Unions often claim Sen. Orrin Hatch, R-Utah, is anti-labor. But he is strongly backing Department of Labor efforts to punish coal mines that tampered with dust samples used to monitor miners' risk of black lung disease.
"When it comes to health and safety issues, I'm with the workers. I'm with those who have to go and work in these unpleasant conditions," Hatch said in a press conference Friday.Sixteen Utah mines were among those accused by Secretary of Labor Lynn Martin this week of such tampering. Hatch, ranking Republican on the Senate Labor Committee, said Martin warned him such charges were coming during their frequent chats.
"And I told her yesterday, `More power to you, Lynn Martin.' There's no reason in this world why business people should defraud working people by sending in improper medical information," Hatch said.
That might surprise some who often see Hatch as being anti-labor. For example, the AFL-CIO gave him a "failing" score of 33 out of 100 on his votes last year.
But he is siding with labor against coal companies on this issue.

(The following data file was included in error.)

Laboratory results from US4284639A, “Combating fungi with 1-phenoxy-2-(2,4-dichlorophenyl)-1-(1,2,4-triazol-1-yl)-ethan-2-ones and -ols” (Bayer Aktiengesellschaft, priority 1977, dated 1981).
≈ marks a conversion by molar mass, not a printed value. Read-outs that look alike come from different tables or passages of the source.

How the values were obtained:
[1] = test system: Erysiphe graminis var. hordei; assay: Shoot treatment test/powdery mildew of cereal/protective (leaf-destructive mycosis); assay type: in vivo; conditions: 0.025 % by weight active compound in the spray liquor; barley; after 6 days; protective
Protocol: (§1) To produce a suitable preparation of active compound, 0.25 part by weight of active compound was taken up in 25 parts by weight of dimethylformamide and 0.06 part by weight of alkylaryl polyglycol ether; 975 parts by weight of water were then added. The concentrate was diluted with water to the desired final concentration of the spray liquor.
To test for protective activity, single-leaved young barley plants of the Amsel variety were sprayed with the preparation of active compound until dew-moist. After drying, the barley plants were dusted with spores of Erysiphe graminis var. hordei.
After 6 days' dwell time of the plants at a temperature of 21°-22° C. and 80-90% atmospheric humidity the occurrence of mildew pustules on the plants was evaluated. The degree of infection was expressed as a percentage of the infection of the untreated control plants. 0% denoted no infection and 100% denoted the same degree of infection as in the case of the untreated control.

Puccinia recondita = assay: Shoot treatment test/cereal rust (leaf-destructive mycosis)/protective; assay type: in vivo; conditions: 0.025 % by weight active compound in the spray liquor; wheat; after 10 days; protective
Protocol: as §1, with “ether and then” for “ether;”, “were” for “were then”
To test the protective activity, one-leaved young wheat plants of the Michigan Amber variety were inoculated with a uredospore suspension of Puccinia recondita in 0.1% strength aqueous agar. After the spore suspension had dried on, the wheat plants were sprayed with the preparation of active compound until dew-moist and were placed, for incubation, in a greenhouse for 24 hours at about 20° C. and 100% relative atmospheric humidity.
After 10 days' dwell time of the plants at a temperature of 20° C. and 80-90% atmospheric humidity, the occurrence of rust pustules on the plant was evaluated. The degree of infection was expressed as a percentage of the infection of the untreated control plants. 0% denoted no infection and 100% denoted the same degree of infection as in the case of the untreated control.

"You know black lung disease is one of the most serious, difficult diseases in our country. And these people go through the danger every day when they go down in those mines," Hatch said. "I'm all for her cracking them (mines in violation) real hard. I think there's no excuse for that."
He even said such tampering is as dangerous to miners as a fire in Utah's Wilberg Mine in 1984 that killed 27 miners.
"I look back at the Wilberg Mine disaster and realize . . . this is in some respects just as bad because they're fabricating reports, according to the department of Labor and the Mine Safety and Health Administration, in order to save money at the health expense of their workers.
"Now I can't imagine why any enlightened business person would want to do that."